Kamal swerved back towards the crash site to reach his mum. “I was terrified that my mother would drown; my pehi [paternal aunt], I knew, can swim a bit,” he said. The violent, swirling river didn’t make it easy. “I didn’t see Ma at first. The currents were very strong, but I was able to grab her hand. I knew that she was wearing a broken bangle and that’s how I was able to spot her hand,” Kamal explained. Struggling in the water, Jitumoni was delirious. Speaking to Reader’s Digest, she said, “I wasn’t in my full senses. I didn’t realize that it was Kamal who had grabbed me and pulled me to the pillar. I remember feeling grateful, but it was only later that it struck me that it was my son who had saved me.”

kamal-jitumoni-and-meenakshi_110118022459.jpgKamal with his mother Jitumoni (right) and aunt Meenakshi (left)

Slowly, Kamal got his mother out of harm’s way, but he knew there was no time to rest. Diving back in, he fought against the current towards his aunt. “I had put Ma near the pillar, but I could see pehi struggling against the current, so I dived back in, grabbed her hand and pulled her to safety.”

With his mother and aunt now out of danger, Kamal could finally rest. As he took deep, gulping breaths to calm his racing heart, he looked towards the river, frothing and roiling powerfully, and noticed something strange. In an instant, he made sense of the dipping shapes---a woman cradling her baby was floundering in the water. Kamal recognized them as fellow passengers on the ferry. The child was too small to swim and the mother was struggling to stay afloat.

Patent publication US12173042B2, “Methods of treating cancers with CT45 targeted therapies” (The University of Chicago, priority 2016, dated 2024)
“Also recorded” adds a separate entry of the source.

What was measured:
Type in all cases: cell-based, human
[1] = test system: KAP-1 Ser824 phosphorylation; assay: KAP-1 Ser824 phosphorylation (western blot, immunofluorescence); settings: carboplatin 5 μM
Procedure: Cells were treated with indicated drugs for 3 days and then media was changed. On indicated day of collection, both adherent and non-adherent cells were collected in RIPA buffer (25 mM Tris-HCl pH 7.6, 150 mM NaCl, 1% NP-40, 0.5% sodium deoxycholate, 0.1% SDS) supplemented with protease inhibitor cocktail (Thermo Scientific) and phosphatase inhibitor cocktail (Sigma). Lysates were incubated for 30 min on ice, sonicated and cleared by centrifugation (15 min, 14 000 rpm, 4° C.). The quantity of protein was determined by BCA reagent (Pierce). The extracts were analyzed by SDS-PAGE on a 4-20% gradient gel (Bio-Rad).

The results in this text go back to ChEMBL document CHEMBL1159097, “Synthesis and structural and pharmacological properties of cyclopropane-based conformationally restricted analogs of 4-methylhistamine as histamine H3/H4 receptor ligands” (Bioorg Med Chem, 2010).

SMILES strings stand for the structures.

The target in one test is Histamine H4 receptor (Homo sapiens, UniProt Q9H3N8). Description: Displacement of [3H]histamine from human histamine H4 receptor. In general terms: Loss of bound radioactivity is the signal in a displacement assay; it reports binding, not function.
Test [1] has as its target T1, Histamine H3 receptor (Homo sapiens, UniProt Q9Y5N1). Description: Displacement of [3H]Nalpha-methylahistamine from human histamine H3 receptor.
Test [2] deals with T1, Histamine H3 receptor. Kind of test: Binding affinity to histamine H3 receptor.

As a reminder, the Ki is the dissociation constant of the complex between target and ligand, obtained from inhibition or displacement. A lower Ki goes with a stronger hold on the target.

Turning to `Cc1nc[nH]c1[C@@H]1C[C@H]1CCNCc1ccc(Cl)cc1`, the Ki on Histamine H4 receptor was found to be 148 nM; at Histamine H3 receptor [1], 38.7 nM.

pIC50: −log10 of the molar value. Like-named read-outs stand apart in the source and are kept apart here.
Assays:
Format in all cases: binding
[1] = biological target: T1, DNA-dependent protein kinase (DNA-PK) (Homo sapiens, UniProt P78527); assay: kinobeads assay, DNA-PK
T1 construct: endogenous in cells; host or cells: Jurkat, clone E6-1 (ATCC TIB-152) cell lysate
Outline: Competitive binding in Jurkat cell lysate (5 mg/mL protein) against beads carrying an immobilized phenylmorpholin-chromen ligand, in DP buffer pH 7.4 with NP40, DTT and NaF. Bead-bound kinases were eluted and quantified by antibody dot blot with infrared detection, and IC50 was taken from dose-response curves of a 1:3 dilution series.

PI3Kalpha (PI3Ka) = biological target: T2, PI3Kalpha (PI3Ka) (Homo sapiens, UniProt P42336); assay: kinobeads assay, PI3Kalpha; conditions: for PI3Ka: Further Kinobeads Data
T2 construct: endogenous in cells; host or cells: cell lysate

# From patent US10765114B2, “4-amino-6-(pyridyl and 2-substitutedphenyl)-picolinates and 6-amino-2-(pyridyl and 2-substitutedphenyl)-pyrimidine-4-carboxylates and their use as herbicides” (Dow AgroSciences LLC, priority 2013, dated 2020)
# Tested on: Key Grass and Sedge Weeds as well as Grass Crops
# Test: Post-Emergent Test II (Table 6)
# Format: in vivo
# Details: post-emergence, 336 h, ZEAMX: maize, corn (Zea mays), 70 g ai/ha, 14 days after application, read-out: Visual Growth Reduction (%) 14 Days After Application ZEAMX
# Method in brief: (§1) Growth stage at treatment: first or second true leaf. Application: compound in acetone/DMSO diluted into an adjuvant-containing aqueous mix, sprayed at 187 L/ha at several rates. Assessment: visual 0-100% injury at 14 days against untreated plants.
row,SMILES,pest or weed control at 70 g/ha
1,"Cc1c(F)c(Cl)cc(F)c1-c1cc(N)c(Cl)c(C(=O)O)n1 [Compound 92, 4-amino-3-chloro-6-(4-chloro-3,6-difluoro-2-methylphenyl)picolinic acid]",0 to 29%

Limbs weakened from fighting the current twice over, Kamal jumped into the water again, using every last bit of willpower to reach the desperate woman. “By the time I got there, the woman and her child were separated. I managed to grab her hand, but she pulled away, yelling that her baby would be swept away. It happened before I could do anything.” Kamrup’s deputy commissioner, Kamal Kumar Baishya confirmed that, luckily, the mother was able to grab her child with her dupatta and eventually reach the pillar. Soon, three boats arrived to rescue the stranded passengers.

Swimming since he was three years old, Kamal dreams of becoming a swimmer at the national level. With his father as his coach, he aims to one day swim across the Brahmaputra. Speaking about the harrowing experience, he said, “The currents were very strong that day but I was not scared. When I spoke to deuta [father] over the phone, he told me that if something bad happened, “keep swimming as fast as you can and help your mother and aunt; if possible help others too”. His words bolstered my courage.” Brimming with pride and love for her brave boy, Kamal’s mum simply said, “I owe him my life.”